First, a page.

Is today D-Day for North Korea?

Is today the day?
FOR weeks, Kim Jong-un has made increasingly belligerent threats against South Korea and the US. Up until today it's been aggressive rhetoric.
But today that could change, because today is no ordinary day.

Today is April 15, the birthday of North Korean founder and 'Eternal Leader' Kim Il-sung. He would have been 101.

Kim Jong-un is expected to mark the special day the only way that would make his grandfather proud: blowing up lots of stuff.

It's long been a tradition to celebrate Kim Il-sung's birthday as a national holiday in North Korea.

APTOPIX North Korea

He used to mark the occasion by rounding up "ideological offenders" and sending them to prison. Now the celebration de jour is more forceful and military.

Which brings us back to the escalating tensions on the Korean peninsula. If Kim Jong-un has been posturing for weeks, and no one knows if and when he plans to press the big red button, wouldn't it make sense that he'd do something today?

There have been reports of nuclear armament and long-range missiles capable of reaching Darwin. But it's also likely that Kim Jong-un will just fire off a test mile into the Sea of Japan.

North Korea's missiles

Perhaps it's a face-saving measure, perhaps it's just a nod to his grandfather. But history suggests he's bound to do something.

The Kims love a good April. In 1984, they tested a ballistic missile. In 1992 they revealed their nuclear program to the world. In 1997 Kim Jong-il promoted 123 generals on his father's birthday.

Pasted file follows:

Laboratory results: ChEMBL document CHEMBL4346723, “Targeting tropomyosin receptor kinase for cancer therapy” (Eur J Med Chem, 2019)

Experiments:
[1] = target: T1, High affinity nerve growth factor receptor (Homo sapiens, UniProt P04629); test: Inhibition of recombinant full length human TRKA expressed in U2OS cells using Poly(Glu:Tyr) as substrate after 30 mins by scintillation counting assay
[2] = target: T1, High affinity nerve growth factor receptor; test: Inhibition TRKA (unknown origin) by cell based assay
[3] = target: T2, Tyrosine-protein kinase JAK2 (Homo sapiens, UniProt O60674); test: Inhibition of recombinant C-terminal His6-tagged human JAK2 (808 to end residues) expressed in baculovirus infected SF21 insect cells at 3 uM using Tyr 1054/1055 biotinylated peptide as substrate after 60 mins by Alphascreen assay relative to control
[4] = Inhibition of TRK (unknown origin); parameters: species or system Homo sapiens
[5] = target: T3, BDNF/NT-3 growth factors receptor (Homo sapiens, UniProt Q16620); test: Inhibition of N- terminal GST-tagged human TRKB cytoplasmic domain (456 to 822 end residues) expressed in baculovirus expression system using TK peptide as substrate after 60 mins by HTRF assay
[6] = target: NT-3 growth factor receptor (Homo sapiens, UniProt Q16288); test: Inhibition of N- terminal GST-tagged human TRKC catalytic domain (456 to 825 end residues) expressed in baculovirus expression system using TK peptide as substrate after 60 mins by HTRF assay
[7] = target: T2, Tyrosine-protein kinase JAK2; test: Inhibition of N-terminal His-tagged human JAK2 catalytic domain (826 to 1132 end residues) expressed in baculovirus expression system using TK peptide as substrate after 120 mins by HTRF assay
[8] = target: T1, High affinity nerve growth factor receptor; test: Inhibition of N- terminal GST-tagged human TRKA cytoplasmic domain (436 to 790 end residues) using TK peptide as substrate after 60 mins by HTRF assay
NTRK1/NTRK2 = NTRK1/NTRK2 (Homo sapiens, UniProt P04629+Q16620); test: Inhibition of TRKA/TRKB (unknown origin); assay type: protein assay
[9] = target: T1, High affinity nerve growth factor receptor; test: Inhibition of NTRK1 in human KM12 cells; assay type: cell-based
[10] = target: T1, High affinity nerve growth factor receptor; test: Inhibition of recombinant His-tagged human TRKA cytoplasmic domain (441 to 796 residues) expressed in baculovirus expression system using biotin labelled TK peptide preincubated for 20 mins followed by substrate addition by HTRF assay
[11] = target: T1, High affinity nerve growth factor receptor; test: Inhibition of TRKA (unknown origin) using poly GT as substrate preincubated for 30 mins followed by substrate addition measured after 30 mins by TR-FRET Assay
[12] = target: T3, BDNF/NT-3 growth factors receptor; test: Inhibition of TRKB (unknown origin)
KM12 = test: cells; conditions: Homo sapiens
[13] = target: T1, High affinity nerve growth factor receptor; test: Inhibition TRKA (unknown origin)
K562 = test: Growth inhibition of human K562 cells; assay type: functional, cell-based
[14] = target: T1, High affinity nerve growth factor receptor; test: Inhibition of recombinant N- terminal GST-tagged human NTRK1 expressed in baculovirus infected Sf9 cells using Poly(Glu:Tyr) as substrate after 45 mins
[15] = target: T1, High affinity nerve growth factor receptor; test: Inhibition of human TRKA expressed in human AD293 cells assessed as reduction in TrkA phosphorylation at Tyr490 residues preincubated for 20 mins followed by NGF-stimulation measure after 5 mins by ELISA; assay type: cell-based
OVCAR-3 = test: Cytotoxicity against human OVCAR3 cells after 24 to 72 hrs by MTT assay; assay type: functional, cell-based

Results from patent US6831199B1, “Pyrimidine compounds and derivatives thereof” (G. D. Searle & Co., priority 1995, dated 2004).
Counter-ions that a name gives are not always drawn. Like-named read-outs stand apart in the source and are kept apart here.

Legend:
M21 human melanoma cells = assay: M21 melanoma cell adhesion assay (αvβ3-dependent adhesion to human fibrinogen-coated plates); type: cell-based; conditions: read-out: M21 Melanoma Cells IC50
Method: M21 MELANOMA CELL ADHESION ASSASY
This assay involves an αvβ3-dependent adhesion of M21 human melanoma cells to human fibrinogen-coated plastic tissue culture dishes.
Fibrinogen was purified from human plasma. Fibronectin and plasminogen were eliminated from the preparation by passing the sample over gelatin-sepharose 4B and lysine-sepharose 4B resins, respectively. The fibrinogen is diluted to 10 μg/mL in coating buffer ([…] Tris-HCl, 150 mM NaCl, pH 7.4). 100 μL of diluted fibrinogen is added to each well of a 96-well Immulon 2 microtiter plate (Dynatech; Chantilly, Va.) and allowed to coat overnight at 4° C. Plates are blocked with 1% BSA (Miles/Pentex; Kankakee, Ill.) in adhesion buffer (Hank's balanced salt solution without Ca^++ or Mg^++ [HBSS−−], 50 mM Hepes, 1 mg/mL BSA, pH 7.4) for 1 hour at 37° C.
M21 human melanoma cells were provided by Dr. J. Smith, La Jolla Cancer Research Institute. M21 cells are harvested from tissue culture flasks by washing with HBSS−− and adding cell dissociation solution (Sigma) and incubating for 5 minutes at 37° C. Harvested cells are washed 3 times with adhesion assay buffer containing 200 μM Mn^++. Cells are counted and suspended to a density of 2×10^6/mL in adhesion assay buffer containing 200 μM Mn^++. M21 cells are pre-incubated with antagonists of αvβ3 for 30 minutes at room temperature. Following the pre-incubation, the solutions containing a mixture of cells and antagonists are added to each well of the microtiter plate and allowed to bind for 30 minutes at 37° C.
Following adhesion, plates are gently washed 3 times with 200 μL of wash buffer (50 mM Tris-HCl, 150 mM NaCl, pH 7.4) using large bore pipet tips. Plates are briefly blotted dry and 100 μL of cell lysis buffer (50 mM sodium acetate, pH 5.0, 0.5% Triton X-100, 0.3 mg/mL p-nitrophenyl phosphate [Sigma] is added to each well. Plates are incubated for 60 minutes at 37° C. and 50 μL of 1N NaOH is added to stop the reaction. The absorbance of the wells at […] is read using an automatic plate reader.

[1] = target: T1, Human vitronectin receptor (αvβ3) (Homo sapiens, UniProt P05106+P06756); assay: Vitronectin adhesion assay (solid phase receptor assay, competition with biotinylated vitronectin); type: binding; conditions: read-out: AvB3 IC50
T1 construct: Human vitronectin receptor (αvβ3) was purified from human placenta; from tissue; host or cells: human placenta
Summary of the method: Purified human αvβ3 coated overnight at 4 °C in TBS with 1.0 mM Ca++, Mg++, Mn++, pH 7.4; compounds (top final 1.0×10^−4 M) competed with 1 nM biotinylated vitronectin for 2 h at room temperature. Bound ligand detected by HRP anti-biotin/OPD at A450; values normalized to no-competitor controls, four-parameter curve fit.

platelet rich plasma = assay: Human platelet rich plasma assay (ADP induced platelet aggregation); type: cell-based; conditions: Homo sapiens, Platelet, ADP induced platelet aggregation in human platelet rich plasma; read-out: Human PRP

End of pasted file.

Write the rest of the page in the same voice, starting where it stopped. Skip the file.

The trend has continued more recently, too. In 2006, Kim Jong-il threatened a nuclear test on April 14. In 2009, and last year, North Korea launched a "satellite". That's just cute talk for "missile test".

Curiously enough, while the world continues to wait on North Korea's next step, it's just been business as usual in the rogue state: marathons and gala concerts.

North Korea literally trotted out athletes from around the world for a marathon through the streets of its capital - suggesting its concerns of an imminent military crisis might not be as dire as its official pronouncements proclaim.

In other developments, the US and Japan appear more keen than North Korea about restarting talks on Pyongyang's nuclear program and the London School of Economics is furious at the BBC for using its students as cover to get into the secretive nation.

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